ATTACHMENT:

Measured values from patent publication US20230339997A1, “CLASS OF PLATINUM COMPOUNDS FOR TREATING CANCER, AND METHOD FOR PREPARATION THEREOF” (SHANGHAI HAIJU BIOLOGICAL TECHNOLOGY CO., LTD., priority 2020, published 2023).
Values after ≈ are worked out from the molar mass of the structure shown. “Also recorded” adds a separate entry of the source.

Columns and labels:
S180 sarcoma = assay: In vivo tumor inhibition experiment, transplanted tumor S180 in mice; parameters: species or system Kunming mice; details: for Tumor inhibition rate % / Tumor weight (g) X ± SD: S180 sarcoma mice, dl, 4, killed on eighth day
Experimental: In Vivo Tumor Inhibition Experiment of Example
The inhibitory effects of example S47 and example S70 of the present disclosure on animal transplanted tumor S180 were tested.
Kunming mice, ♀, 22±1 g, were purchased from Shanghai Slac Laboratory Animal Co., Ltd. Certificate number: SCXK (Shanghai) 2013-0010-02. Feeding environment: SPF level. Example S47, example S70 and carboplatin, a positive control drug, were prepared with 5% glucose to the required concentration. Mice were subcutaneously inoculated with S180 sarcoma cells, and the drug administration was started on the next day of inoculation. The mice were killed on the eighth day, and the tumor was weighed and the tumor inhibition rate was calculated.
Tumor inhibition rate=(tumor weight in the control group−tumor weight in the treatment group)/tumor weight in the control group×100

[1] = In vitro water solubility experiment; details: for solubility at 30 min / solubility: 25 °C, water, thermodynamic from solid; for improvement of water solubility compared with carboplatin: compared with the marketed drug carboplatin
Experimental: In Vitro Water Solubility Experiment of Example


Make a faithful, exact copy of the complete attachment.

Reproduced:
Measured values from patent publication US20230339997A1, “CLASS OF PLATINUM COMPOUNDS FOR TREATING CANCER, AND METHOD FOR PREPARATION THEREOF” (SHANGHAI HAIJU BIOLOGICAL TECHNOLOGY CO., LTD., priority 2020, published 2023).
Values after ≈ are worked out from the molar mass of the structure shown. “Also recorded” adds a separate entry of the source.

Columns and labels:
S180 sarcoma = assay: In vivo tumor inhibition experiment, transplanted tumor S180 in mice; parameters: species or system Kunming mice; details: for Tumor inhibition rate % / Tumor weight (g) X ± SD: S180 sarcoma mice, dl, 4, killed on eighth day
Experimental: In Vivo Tumor Inhibition Experiment of Example
The inhibitory effects of example S47 and example S70 of the present disclosure on animal transplanted tumor S180 were tested.
Kunming mice, ♀, 22±1 g, were purchased from Shanghai Slac Laboratory Animal Co., Ltd. Certificate number: SCXK (Shanghai) 2013-0010-02. Feeding environment: SPF level. Example S47, example S70 and carboplatin, a positive control drug, were prepared with 5% glucose to the required concentration. Mice were subcutaneously inoculated with S180 sarcoma cells, and the drug administration was started on the next day of inoculation. The mice were killed on the eighth day, and the tumor was weighed and the tumor inhibition rate was calculated.
Tumor inhibition rate=(tumor weight in the control group−tumor weight in the treatment group)/tumor weight in the control group×100

[1] = In vitro water solubility experiment; details: for solubility at 30 min / solubility: 25 °C, water, thermodynamic from solid; for improvement of water solubility compared with carboplatin: compared with the marketed drug carboplatin
Experimental: In Vitro Water Solubility Experiment of Example